3. If an appeal of an original determination is pending when a redetermination is issued, the appeal unless withdrawn is treated as an appeal from the redetermination.
(a) Appeals referees.—
1. The Department of Economic Opportunity shall appoint one or more impartial salaried appeals referees in accordance with s. 443.171(3) to hear and decide appealed claims.
2. An appeals referee must be an attorney in good standing with The Florida Bar or be successfully admitted to The Florida Bar within 8 months after his or her date of employment. This subparagraph does not apply to an appeals referee appointed before January 1, 2014.
3. A person may not participate on behalf of the department as an appeals referee in any case in which she or he is an interested party.
4. The department may designate alternates to serve in the absence or disqualification of any appeals referee on a temporary basis. These alternates must have the same qualifications required of appeals referees.
5. The department shall provide the commission and the appeals referees with proper facilities and assistance for the execution of their functions.
(b) Filing and hearing.—
1. The claimant or any other party entitled to notice of a determination may appeal an adverse determination to an appeals referee within 20 days after the date of mailing of the notice to her or his last known address or, if the notice is not mailed, within 20 days after the date of delivering the notice.
2. Unless the appeal is untimely or withdrawn or review is initiated by the commission, the appeals referee, after mailing all parties and attorneys of record a notice of hearing at least 10 days before the date of hearing, notwithstanding the 14-day notice requirement in s. 120.569(2)(b), may only affirm, modify, or reverse the determination. An appeal may not be withdrawn without the permission of the appeals referee.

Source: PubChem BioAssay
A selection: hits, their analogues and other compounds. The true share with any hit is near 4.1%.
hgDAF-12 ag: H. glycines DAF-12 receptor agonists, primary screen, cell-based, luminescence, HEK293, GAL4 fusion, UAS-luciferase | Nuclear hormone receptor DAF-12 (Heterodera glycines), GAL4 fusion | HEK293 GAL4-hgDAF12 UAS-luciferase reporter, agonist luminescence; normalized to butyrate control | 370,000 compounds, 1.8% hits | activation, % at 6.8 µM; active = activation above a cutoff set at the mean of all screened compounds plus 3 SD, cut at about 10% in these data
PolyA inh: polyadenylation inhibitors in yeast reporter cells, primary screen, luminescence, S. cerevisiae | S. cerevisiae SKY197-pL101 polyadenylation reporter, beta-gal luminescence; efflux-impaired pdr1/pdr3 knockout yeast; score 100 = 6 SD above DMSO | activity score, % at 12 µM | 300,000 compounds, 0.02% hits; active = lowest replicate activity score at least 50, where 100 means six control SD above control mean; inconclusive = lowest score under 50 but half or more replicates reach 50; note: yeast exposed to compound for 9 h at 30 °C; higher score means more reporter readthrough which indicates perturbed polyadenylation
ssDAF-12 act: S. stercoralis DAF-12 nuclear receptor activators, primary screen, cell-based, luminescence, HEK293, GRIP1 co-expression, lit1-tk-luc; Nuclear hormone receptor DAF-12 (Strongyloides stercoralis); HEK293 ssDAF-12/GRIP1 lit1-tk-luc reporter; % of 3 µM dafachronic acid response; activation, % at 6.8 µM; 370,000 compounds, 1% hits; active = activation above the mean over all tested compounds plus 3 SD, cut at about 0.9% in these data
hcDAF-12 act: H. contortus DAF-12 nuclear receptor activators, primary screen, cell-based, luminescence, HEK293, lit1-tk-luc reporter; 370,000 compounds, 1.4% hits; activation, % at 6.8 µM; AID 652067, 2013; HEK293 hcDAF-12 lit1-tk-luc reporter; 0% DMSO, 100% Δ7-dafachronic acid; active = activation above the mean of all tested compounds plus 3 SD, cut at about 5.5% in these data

3. However, if an appeal appears to have been filed after the permissible time limit, the Office of Appeals may issue an order to show cause to the appellant which requires the appellant to show why the appeal should not be dismissed as untimely. If, within 15 days after the mailing date of the order to show cause, the appellant does not provide written evidence of timely filing or good cause for failure to appeal timely, the appeal shall be dismissed.
4. If an appeal involves a question of whether services were performed by a claimant in employment or for an employer, the referee must give special notice of the question and of the pendency of the appeal to the employing unit and to the department, both of which become parties to the proceeding.
5.a. Any part of the evidence may be received in written form, and all testimony of parties and witnesses shall be made under oath.
b. Irrelevant, immaterial, or unduly repetitious evidence shall be excluded, but all other evidence of a type commonly relied upon by reasonably prudent persons in the conduct of their affairs is admissible, whether or not such evidence would be admissible in a trial in state court.
c. Hearsay evidence may be used for the purpose of supplementing or explaining other evidence, or to support a finding if it would be admissible over objection in civil actions. Notwithstanding s. 120.57(1)(c), hearsay evidence may support a finding of fact if:
(I) The party against whom it is offered has a reasonable opportunity to review such evidence prior to the hearing; and
(II) The appeals referee or special deputy determines, after considering all relevant facts and circumstances, that the evidence is trustworthy and probative and that the interests of justice are best served by its admission into evidence.
6. The parties must be notified promptly of the referee’s decision. The referee’s decision is final unless further review is initiated under paragraph (c) within 20 days after the date of mailing notice of the decision to the party’s last known address or, in lieu of mailing, within 20 days after the delivery of the notice.